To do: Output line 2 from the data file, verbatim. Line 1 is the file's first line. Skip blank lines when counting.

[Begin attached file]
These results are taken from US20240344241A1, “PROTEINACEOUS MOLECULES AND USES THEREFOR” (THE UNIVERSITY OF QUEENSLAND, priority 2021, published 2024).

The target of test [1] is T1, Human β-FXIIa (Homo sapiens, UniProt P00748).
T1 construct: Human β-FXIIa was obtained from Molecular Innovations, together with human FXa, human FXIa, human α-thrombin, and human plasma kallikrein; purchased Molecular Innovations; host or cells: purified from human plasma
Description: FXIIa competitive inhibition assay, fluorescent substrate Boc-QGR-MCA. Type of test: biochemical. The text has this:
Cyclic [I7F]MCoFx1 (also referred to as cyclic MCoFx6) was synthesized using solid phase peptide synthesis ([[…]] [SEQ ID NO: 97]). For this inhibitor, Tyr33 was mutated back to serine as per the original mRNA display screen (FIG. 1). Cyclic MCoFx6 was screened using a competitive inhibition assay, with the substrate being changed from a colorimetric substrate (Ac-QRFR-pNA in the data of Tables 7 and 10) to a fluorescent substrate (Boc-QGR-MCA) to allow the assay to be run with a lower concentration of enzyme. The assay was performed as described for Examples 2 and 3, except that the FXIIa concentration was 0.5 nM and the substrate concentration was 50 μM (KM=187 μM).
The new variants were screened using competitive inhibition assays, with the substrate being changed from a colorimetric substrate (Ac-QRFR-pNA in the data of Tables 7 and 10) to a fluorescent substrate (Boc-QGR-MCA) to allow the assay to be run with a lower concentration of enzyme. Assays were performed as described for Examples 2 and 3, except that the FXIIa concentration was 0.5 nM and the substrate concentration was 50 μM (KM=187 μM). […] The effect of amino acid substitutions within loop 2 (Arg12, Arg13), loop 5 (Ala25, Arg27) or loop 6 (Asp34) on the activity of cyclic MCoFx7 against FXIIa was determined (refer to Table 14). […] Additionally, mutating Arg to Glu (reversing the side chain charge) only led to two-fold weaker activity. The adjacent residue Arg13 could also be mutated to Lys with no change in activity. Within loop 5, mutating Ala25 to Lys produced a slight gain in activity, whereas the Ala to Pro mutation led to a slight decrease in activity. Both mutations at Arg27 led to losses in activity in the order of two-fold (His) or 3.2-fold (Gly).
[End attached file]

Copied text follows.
The target of test [1] is T1, Human β-FXIIa (Homo sapiens, UniProt P00748).